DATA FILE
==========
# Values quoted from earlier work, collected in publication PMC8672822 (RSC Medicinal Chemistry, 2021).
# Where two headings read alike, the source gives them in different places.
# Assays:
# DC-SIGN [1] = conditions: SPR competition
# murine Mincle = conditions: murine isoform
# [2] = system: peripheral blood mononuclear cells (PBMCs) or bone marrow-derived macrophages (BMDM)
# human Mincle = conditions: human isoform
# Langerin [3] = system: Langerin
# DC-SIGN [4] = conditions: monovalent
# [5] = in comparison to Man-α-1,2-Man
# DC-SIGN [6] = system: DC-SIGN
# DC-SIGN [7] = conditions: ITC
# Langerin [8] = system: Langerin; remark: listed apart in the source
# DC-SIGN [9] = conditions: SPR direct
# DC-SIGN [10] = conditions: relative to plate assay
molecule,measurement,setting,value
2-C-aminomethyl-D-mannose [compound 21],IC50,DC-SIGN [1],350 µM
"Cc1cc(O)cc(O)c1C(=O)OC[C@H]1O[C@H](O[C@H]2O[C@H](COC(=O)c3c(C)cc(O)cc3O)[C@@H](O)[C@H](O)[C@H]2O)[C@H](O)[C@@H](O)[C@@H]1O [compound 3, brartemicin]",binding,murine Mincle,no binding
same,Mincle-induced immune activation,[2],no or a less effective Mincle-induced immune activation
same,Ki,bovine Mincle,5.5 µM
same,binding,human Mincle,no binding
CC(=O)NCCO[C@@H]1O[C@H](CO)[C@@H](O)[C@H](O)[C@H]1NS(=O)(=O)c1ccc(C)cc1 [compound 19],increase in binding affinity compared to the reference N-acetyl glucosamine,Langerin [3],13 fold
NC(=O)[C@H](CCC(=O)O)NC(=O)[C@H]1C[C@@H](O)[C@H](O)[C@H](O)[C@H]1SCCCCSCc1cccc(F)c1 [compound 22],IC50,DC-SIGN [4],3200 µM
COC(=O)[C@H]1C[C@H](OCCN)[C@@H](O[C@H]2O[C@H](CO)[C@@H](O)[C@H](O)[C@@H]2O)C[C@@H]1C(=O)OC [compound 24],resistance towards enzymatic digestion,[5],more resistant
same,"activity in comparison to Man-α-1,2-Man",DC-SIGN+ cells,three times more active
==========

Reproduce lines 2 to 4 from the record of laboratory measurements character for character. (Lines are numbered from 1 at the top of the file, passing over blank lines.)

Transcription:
# Where two headings read alike, the source gives them in different places.
# Assays:
# DC-SIGN [1] = conditions: SPR competition